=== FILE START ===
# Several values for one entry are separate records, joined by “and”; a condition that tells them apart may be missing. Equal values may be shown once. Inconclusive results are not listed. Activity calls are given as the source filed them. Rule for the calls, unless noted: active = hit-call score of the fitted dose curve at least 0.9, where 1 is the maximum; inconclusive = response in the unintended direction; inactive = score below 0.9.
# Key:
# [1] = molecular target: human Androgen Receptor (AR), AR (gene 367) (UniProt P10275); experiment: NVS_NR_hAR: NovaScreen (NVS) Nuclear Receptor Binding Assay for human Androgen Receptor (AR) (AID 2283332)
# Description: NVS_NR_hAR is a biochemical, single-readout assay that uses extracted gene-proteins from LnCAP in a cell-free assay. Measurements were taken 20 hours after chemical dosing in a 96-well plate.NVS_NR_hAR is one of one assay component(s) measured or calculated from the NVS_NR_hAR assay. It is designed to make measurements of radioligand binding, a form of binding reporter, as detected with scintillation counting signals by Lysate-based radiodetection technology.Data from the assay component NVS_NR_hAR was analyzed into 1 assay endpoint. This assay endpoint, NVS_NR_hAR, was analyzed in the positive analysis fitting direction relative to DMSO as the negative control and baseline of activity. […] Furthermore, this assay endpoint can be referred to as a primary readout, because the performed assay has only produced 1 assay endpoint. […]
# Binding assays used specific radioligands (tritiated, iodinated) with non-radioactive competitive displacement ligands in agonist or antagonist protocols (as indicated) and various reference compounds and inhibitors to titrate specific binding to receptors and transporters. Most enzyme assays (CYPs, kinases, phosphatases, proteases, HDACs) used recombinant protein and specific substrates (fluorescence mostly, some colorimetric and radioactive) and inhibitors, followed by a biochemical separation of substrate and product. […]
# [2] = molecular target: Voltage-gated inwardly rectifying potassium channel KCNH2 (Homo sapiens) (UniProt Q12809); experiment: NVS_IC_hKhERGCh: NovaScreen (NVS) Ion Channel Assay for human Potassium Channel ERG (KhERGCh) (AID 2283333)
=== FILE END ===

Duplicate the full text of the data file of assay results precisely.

# Several values for one entry are separate records, joined by “and”; a condition that tells them apart may be missing. Equal values may be shown once. Inconclusive results are not listed. Activity calls are given as the source filed them. Rule for the calls, unless noted: active = hit-call score of the fitted dose curve at least 0.9, where 1 is the maximum; inconclusive = response in the unintended direction; inactive = score below 0.9.
# Key:
# [1] = molecular target: human Androgen Receptor (AR), AR (gene 367) (UniProt P10275); experiment: NVS_NR_hAR: NovaScreen (NVS) Nuclear Receptor Binding Assay for human Androgen Receptor (AR) (AID 2283332)
# Description: NVS_NR_hAR is a biochemical, single-readout assay that uses extracted gene-proteins from LnCAP in a cell-free assay. Measurements were taken 20 hours after chemical dosing in a 96-well plate.NVS_NR_hAR is one of one assay component(s) measured or calculated from the NVS_NR_hAR assay. It is designed to make measurements of radioligand binding, a form of binding reporter, as detected with scintillation counting signals by Lysate-based radiodetection technology.Data from the assay component NVS_NR_hAR was analyzed into 1 assay endpoint. This assay endpoint, NVS_NR_hAR, was analyzed in the positive analysis fitting direction relative to DMSO as the negative control and baseline of activity. […] Furthermore, this assay endpoint can be referred to as a primary readout, because the performed assay has only produced 1 assay endpoint. […]
# Binding assays used specific radioligands (tritiated, iodinated) with non-radioactive competitive displacement ligands in agonist or antagonist protocols (as indicated) and various reference compounds and inhibitors to titrate specific binding to receptors and transporters. Most enzyme assays (CYPs, kinases, phosphatases, proteases, HDACs) used recombinant protein and specific substrates (fluorescence mostly, some colorimetric and radioactive) and inhibitors, followed by a biochemical separation of substrate and product. […]
# [2] = molecular target: Voltage-gated inwardly rectifying potassium channel KCNH2 (Homo sapiens) (UniProt Q12809); experiment: NVS_IC_hKhERGCh: NovaScreen (NVS) Ion Channel Assay for human Potassium Channel ERG (KhERGCh) (AID 2283333)